The system, which researchers named the “sustainable development methodology,” utilized a six-step process that incorporated unit process modeling and life-cycle inventory.
The result could enable engineers to consider all ramifications of their design decisions before production begins, according to the analysis published in the Journal of Cleaner Production.
“When you make decisions about what is best, you may make value judgments about what aspect of sustainability is most important to you,” said OSU engineering professor Karl Haapala. “But the modeling results have the potential to assist designers in performing those evaluations and in understanding the trade-offs alongside other aspects of the manufacturing process.”
In the study, funded with help from Boeing and the Oregon Metals Initiative, researchers offered three hypothetical alternatives for the production of a common automotive and aircraft part.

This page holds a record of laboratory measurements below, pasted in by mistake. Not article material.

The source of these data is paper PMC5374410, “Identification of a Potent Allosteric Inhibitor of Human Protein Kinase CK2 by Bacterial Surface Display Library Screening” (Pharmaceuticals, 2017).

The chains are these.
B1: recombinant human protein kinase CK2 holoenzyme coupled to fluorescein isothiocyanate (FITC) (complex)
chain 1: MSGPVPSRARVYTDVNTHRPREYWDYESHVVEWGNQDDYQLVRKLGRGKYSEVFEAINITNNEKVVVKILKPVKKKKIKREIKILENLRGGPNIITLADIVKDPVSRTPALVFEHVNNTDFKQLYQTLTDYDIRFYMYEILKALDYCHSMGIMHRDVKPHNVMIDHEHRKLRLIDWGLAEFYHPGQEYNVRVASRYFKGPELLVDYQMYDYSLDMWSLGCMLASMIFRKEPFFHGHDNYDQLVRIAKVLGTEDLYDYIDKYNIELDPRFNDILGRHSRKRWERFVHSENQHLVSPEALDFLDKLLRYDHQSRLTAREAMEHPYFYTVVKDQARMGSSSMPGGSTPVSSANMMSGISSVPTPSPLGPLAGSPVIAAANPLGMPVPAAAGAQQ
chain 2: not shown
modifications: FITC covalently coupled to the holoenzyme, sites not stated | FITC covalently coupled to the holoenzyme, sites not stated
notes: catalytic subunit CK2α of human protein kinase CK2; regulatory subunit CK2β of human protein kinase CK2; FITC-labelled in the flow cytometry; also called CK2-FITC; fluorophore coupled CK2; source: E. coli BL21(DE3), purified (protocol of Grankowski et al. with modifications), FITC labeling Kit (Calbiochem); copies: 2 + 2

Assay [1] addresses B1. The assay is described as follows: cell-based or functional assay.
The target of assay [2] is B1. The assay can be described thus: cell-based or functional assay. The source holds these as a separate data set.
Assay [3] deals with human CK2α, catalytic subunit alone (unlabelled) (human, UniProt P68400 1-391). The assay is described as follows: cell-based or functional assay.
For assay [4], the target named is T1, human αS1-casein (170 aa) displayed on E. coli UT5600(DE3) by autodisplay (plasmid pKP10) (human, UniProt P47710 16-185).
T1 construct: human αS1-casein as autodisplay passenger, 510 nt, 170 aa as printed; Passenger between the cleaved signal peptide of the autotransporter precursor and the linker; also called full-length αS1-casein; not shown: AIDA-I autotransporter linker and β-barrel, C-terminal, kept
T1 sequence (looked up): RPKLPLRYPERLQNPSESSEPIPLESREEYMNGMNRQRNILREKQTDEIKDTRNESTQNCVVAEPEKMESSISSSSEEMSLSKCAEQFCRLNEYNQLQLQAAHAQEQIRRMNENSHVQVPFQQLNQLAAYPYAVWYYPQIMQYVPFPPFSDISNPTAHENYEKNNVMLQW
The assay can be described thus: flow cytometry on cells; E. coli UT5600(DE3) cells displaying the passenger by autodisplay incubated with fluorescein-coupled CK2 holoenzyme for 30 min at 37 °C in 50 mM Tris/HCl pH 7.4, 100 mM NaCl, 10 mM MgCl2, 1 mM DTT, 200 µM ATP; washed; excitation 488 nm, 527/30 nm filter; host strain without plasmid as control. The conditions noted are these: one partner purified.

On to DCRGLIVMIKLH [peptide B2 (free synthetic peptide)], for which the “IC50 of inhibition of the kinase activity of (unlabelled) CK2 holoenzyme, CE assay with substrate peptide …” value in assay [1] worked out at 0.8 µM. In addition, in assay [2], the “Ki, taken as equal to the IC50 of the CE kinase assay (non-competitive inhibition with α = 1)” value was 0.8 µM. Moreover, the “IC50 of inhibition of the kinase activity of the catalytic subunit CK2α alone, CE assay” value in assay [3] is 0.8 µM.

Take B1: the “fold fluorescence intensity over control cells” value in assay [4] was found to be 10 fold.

The methodology, among other issues, examined energy consumption, water use, effluent discharge, employee safety and operating costs. Ultimately, mathematical modeling found one of the three designs to be the most sustainable.
Engineers said that current options to consider all aspects of sustainability are nearly non-existent.
“With current tools you can analyze various aspects of an operation one at a time, like the advantages of different materials, transportation modes, energy used, or other factors,” Haapala said. “It’s much more difficult to consider all of them simultaneously.”